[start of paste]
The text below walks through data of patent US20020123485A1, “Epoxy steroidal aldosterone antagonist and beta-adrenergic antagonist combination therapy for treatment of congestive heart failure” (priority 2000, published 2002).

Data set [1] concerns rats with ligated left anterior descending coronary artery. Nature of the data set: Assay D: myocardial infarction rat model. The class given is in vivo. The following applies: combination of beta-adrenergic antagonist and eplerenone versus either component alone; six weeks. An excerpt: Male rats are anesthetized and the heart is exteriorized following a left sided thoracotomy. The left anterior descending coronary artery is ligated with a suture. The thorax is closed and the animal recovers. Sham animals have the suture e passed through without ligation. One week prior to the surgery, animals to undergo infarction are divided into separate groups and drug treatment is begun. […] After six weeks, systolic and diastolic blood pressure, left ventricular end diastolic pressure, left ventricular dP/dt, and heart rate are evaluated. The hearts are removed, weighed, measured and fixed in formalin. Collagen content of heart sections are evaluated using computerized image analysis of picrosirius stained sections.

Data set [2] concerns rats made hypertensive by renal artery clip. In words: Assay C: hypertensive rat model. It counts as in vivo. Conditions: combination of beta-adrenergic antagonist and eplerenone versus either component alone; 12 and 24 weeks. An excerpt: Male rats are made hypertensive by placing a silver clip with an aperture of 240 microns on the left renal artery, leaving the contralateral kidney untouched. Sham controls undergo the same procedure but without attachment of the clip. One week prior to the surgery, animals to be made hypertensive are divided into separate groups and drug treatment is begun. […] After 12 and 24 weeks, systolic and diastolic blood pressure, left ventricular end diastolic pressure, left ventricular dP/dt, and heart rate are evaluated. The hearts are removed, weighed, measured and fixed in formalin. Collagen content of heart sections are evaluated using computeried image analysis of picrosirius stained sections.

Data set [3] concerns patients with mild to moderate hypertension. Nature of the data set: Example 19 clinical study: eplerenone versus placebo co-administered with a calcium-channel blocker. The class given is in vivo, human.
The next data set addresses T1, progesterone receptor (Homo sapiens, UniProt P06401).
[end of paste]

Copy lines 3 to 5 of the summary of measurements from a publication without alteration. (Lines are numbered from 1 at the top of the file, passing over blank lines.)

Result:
Data set [2] concerns rats made hypertensive by renal artery clip. In words: Assay C: hypertensive rat model. It counts as in vivo. Conditions: combination of beta-adrenergic antagonist and eplerenone versus either component alone; 12 and 24 weeks. An excerpt: Male rats are made hypertensive by placing a silver clip with an aperture of 240 microns on the left renal artery, leaving the contralateral kidney untouched. Sham controls undergo the same procedure but without attachment of the clip. One week prior to the surgery, animals to be made hypertensive are divided into separate groups and drug treatment is begun. […] After 12 and 24 weeks, systolic and diastolic blood pressure, left ventricular end diastolic pressure, left ventricular dP/dt, and heart rate are evaluated. The hearts are removed, weighed, measured and fixed in formalin. Collagen content of heart sections are evaluated using computeried image analysis of picrosirius stained sections.

Data set [3] concerns patients with mild to moderate hypertension. Nature of the data set: Example 19 clinical study: eplerenone versus placebo co-administered with a calcium-channel blocker. The class given is in vivo, human.
The next data set addresses T1, progesterone receptor (Homo sapiens, UniProt P06401).